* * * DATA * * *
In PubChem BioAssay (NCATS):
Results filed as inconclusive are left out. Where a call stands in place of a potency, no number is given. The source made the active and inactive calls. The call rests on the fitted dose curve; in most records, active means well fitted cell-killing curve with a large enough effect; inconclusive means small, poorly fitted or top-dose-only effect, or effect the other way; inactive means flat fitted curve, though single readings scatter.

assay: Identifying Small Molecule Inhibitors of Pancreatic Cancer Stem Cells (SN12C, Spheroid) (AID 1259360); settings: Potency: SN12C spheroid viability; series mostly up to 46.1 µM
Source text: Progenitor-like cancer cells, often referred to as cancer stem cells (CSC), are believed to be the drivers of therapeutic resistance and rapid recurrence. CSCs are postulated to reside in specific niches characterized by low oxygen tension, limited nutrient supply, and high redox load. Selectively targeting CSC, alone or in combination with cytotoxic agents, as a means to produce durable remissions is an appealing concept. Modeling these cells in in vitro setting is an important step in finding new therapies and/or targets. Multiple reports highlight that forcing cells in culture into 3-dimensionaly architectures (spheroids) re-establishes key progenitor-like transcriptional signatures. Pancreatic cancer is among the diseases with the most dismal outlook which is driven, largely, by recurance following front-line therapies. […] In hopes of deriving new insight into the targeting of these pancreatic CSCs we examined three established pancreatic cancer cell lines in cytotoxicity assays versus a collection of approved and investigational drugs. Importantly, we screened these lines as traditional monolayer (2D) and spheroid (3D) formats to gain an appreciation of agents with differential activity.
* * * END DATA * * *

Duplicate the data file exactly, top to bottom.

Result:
In PubChem BioAssay (NCATS):
Results filed as inconclusive are left out. Where a call stands in place of a potency, no number is given. The source made the active and inactive calls. The call rests on the fitted dose curve; in most records, active means well fitted cell-killing curve with a large enough effect; inconclusive means small, poorly fitted or top-dose-only effect, or effect the other way; inactive means flat fitted curve, though single readings scatter.

assay: Identifying Small Molecule Inhibitors of Pancreatic Cancer Stem Cells (SN12C, Spheroid) (AID 1259360); settings: Potency: SN12C spheroid viability; series mostly up to 46.1 µM
Source text: Progenitor-like cancer cells, often referred to as cancer stem cells (CSC), are believed to be the drivers of therapeutic resistance and rapid recurrence. CSCs are postulated to reside in specific niches characterized by low oxygen tension, limited nutrient supply, and high redox load. Selectively targeting CSC, alone or in combination with cytotoxic agents, as a means to produce durable remissions is an appealing concept. Modeling these cells in in vitro setting is an important step in finding new therapies and/or targets. Multiple reports highlight that forcing cells in culture into 3-dimensionaly architectures (spheroids) re-establishes key progenitor-like transcriptional signatures. Pancreatic cancer is among the diseases with the most dismal outlook which is driven, largely, by recurance following front-line therapies. […] In hopes of deriving new insight into the targeting of these pancreatic CSCs we examined three established pancreatic cancer cell lines in cytotoxicity assays versus a collection of approved and investigational drugs. Importantly, we screened these lines as traditional monolayer (2D) and spheroid (3D) formats to gain an appreciation of agents with differential activity.